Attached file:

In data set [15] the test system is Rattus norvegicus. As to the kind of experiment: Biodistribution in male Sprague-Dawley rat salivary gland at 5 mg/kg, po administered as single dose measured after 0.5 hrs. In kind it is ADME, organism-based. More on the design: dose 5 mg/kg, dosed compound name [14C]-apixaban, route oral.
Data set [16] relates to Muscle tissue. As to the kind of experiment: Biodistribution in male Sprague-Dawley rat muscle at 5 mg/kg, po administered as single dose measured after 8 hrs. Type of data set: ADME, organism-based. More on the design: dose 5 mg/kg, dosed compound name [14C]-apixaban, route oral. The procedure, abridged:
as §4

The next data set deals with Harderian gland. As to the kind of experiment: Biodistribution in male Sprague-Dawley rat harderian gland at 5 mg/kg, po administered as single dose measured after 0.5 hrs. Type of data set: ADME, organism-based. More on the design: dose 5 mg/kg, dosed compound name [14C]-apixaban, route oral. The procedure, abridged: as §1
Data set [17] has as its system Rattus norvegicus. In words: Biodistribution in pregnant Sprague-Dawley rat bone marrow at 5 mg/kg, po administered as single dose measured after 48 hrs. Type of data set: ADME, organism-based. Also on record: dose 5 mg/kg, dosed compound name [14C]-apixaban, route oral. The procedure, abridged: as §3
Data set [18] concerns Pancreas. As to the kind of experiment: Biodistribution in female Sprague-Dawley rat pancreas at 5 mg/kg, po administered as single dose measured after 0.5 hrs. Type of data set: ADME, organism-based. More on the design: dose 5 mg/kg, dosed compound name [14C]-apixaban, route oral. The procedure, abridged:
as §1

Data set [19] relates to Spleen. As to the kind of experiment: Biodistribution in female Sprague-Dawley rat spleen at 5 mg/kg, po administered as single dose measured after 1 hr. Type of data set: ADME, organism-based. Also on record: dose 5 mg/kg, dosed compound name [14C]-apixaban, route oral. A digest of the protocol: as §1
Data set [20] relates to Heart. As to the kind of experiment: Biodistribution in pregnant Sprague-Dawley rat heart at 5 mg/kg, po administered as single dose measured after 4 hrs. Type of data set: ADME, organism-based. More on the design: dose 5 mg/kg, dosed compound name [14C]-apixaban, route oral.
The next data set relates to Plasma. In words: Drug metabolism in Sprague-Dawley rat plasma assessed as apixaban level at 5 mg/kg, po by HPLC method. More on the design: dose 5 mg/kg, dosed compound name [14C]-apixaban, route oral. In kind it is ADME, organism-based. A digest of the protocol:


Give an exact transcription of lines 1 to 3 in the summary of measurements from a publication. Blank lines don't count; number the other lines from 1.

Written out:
In data set [15] the test system is Rattus norvegicus. As to the kind of experiment: Biodistribution in male Sprague-Dawley rat salivary gland at 5 mg/kg, po administered as single dose measured after 0.5 hrs. In kind it is ADME, organism-based. More on the design: dose 5 mg/kg, dosed compound name [14C]-apixaban, route oral.
Data set [16] relates to Muscle tissue. As to the kind of experiment: Biodistribution in male Sprague-Dawley rat muscle at 5 mg/kg, po administered as single dose measured after 8 hrs. Type of data set: ADME, organism-based. More on the design: dose 5 mg/kg, dosed compound name [14C]-apixaban, route oral. The procedure, abridged:
as §4